If passed, a "Right to Work" law would allow workers individually to opt out of paying union dues.

Workers in union represented workplaces in Michigan today are required by law to pay dues.

They can opt out of the union, but they still have to pay "an agency fee." As Michigan Radio's Lester Graham reported, "that fee covers the cost of the union’s collective bargaining and grievance handling processes."

From the Protect Our Jobs campaign's press release:

Working men and women from across Michigan will gather at the state Capitol in Lansing tomorrow to formally launch the “Protect Our Jobs” campaign. Grassroots volunteers will begin gathering signatures tomorrow to place a constitutional amendment on the November ballot to protect collective bargaining rights, and strengthen the middle class.

Here's more from MPRN's Rick Pluta:

A ballot drive will launch tomorrow to try to guarantee collective bargaining rights in the state constitution.

The so-called Protect Our Jobs campaign will be run by a coalition of unions and progressive political groups. The campaign wants to put a question on the November ballot asking voters to approve an amendment to the state constitution.

The amendment would preempt about 80 measures pending before the Legislature that would restrict union organizing, dues collections, and how political donations are collected. It would also block efforts to enact a right-to-work law in Michigan.

The campaign would have until July 9th to collect more 323,000 signatures of registered voters to make its goal of qualifying for the November ballot.

Organizers also hope the question would help boost turnout by Democratic voters in the election.

Politics
3:40 pm
Mon March 5, 2012

Emergency managers in Michigan might lose powers

 LANSING, Mich. (AP) - State-appointed emergency managers soon could at least temporarily lose the enhanced powers granted to them through a 2011 Michigan law.

Those powers include the ability to strip local leaders of authority and toss out union contracts in an effort to fix an entity's finances.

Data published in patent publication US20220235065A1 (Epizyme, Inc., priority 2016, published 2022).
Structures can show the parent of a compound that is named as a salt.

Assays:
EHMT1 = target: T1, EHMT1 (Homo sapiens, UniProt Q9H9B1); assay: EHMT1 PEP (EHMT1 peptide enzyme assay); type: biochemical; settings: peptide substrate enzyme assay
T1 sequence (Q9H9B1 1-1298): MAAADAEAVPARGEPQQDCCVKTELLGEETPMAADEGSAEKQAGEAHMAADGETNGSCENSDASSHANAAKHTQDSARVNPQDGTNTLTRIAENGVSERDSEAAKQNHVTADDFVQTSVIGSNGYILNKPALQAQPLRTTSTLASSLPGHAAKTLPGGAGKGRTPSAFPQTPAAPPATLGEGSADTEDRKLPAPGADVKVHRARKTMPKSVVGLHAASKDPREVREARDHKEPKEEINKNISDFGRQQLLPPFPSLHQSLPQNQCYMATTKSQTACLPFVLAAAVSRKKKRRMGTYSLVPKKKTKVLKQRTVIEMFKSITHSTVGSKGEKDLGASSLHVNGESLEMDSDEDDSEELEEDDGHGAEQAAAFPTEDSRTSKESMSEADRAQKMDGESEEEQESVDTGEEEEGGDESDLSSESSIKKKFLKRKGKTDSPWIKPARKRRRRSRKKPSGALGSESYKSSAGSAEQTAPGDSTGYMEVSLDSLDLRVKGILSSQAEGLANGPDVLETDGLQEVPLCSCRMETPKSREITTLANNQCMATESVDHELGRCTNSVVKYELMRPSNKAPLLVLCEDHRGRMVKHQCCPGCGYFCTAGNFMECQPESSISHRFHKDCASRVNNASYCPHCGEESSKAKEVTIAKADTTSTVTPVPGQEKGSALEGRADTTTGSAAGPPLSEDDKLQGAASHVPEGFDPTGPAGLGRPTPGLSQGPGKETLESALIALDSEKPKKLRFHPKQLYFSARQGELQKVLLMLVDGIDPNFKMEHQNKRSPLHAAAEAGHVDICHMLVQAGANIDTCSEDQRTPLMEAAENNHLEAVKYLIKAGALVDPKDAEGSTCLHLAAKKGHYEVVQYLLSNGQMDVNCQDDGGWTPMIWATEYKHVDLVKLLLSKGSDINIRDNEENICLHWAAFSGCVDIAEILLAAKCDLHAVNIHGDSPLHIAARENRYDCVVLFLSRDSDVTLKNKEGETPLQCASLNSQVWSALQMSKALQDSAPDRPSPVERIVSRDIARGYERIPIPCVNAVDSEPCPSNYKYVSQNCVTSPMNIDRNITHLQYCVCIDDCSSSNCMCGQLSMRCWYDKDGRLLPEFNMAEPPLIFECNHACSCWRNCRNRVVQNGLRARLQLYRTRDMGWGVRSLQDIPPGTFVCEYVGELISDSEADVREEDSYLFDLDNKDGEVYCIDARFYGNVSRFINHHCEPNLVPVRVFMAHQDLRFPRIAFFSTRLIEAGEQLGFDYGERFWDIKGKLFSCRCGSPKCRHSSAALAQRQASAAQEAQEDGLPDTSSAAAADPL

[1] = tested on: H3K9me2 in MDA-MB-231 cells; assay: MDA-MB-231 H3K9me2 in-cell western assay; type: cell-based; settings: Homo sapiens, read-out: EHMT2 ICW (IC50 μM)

State election officials could take up to two months reviewing petitions submitted by a coalition that wants to give voters a chance to overturn the law in November. Public Act 4 would be suspended while awaiting the election if officials determine enough valid voter signatures were collected.

Supporters of the emergency manager law say that could lead to confusion in places that have emergency managers such as Benton Harbor, Flint, Pontiac and the Detroit public school system.

Opponents of the emergency law say it undermines democracy.

Politics
2:26 pm
Mon March 5, 2012

Michigan governor to deliver public safety speech in Flint

Governor Rick Snyder will give an address about public safety on Wednesday.
Russ Climie Tiberius Images

LANSING, Mich. (AP) - Michigan Gov. Rick Snyder plans to lay out how he hopes to reduce crime during an upcoming special address.

His office said Monday that the Republican governor will unveil his public safety plan at 11 a.m. Wednesday at the Flint City Hall Annex.

Snyder said earlier this year that it's unacceptable that Detroit, Flint, Pontiac and Saginaw rank among the nation's top 10 in violent crime rates for cities with at least 50,000 people.

His plan's expected to include an additional $15 million for what he has called "enhancement" of law enforcement. He also says changes must include crime prevention and criminal justice reforms to help former criminals gain skills and jobs.

Shrinking state and local budgets have left the state with 3,400 fewer law enforcement officers since September 2001.

Politics
1:22 pm
Mon March 5, 2012

Businessman, former Kent County official hopes to unseat Congressman Justin Amash